Global Liquidity: End of an Era

Mid Week Bond Update

Global Liquidity: End of an Era

Four major central banks are winding down their decade-long high-liquidity policies; crude oil prices rose sharply since the end of December; U.S. credit spreads pulled back.

Global Liquidity: End of an Era

A look at four key central banks’ buying and selling of reserve assets since the onset of the 2008 global financial crisis is useful to understand what could happen next with the $14.4 trillion in assets now held by the Federal Reserve (Fed), the European Central Bank (ECB), the Bank of Japan (BoJ) and the Bank of England (BoE). 

Early in the crisis, the Fed had aggressively sold assets in order to make short-term paper accessible to buyers to help restore normality to the market.  But by June-July 2008, it reversed course with a buying binge intended to forestall a global recession driven, according to Fed thinking, in part by shrinking liquidity.

By September 2008 the Fed had become a net buyer.  Looking at 3 month rolling averages as shown in the chart below, by May 31 the Fed bought roughly $175 billion of Treasuries, mortgage-backed securities and more. By that time, the Fed had been joined in the effort by the BoE and, to a lesser degree, the BoJ -- bringing the total liquidity added during that three-month period to just over $215 billion.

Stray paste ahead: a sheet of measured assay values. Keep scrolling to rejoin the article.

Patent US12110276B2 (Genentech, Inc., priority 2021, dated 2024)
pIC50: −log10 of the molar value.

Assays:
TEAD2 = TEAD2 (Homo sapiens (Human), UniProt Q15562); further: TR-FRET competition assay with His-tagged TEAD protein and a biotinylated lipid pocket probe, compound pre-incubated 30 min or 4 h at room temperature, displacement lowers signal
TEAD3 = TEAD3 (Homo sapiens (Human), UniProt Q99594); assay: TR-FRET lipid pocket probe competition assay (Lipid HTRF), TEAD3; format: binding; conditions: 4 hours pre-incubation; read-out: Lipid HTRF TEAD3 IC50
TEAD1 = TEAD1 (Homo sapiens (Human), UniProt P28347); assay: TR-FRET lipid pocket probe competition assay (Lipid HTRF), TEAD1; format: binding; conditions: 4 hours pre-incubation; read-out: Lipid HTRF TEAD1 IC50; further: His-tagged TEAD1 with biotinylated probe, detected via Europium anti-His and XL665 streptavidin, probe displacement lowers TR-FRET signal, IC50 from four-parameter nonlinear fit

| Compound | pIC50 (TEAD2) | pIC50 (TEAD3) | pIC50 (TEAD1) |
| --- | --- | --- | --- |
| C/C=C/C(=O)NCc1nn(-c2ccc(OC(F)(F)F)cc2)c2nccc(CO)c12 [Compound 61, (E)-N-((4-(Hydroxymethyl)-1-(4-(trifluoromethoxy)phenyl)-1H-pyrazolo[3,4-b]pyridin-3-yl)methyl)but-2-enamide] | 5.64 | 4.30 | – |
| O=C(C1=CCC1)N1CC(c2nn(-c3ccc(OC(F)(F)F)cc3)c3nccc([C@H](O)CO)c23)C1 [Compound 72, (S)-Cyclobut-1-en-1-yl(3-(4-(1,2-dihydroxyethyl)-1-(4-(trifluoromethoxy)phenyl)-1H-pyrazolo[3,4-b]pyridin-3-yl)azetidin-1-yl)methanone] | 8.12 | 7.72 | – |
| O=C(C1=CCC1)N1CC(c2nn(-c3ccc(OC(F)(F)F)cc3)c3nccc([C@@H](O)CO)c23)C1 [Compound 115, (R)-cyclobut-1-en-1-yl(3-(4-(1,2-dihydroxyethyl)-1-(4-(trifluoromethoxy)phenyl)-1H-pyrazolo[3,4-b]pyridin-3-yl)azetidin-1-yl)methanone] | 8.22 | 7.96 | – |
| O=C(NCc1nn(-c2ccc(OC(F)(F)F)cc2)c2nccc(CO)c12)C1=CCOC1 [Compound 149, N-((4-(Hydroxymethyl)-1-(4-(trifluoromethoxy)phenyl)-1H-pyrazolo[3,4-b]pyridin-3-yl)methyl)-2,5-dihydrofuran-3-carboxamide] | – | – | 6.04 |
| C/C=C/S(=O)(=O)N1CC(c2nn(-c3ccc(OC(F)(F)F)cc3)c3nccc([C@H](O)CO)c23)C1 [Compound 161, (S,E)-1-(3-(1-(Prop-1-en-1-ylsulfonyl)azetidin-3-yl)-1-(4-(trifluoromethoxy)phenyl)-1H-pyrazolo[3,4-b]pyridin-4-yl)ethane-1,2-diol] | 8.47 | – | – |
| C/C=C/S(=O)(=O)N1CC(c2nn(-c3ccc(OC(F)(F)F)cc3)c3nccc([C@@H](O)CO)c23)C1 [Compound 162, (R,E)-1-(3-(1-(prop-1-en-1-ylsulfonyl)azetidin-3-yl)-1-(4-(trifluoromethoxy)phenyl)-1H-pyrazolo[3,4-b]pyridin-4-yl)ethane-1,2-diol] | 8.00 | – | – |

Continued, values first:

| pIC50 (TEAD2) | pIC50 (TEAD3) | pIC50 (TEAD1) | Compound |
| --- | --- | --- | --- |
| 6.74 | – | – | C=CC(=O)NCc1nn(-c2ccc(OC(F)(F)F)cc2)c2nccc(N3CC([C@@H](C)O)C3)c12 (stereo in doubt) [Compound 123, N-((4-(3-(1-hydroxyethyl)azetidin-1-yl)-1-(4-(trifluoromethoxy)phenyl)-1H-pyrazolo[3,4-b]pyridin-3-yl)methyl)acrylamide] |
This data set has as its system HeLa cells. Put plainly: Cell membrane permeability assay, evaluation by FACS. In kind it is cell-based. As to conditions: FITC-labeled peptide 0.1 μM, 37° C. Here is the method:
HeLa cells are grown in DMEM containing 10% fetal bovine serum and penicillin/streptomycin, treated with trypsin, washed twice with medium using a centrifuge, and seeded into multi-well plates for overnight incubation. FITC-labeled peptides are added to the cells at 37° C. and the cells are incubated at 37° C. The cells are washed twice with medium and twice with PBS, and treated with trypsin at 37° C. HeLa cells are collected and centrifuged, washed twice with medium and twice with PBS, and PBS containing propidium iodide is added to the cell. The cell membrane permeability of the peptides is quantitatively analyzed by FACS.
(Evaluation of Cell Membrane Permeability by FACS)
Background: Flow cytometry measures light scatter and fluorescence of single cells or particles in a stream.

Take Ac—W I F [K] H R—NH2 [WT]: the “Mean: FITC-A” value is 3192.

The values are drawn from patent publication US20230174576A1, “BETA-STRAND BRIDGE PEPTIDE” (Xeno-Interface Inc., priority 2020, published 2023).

A Decade of Central Bank Policy Experiments – Winding Down?

Net Asset Purchasing Activity* by Four Key Central Banks, 2008 – 2019 (Forecast)

Chart courtesy of Western Asset Management.  Source: National Central Banks, Citi Research, as of 30 November 2018. * Note: All figures shown are presented on a 3-month rolling basis. Past performance is no guarantee of future results. This information is provided for illustrative purposes only and does not reflect the performance of an actual investment.

Now, with the Fed and the ECB starting to unwind these massive positions, market observers have been quick to blame the asset sales for increased market volatility, projections of declining global growth, and fears of a future spike in both inflation and interest rates.

Yet evidence of these dire developments is difficult to find.  Inflation, for instance, is most notable for not appearing at all. World commodity prices continue to be under downward pressure and central banks are finding it difficult to reach their target inflation rates. Nominal1 interest rates also seem to be dormant, with the Fed appearing to pull back on its own 2018 projection of a three-hike 2019.

Still, it would be rash to assume that former Fed Chair Yellen will get her wish that the Fed’s selloff will be akin to “watching paint dry”. As the projections at the lower right of the chart suggest, what’s been sold to date is only the tip of the iceberg.

But just as the QE flood of liquidity failed to generate runaway inflation, the progress of QT has the potential to be similarly anticlimactic.

On the rise:  Crude oil prices

The latest upward move in Brent crude oil spot prices, from the December 26 low of $49.93/bbl to  $61.33 (up 23%) on January 22 – and a similar move for WTI over the same period – may be the commodity’s most recent demonstration of the adage, “The cure for low prices is low prices”.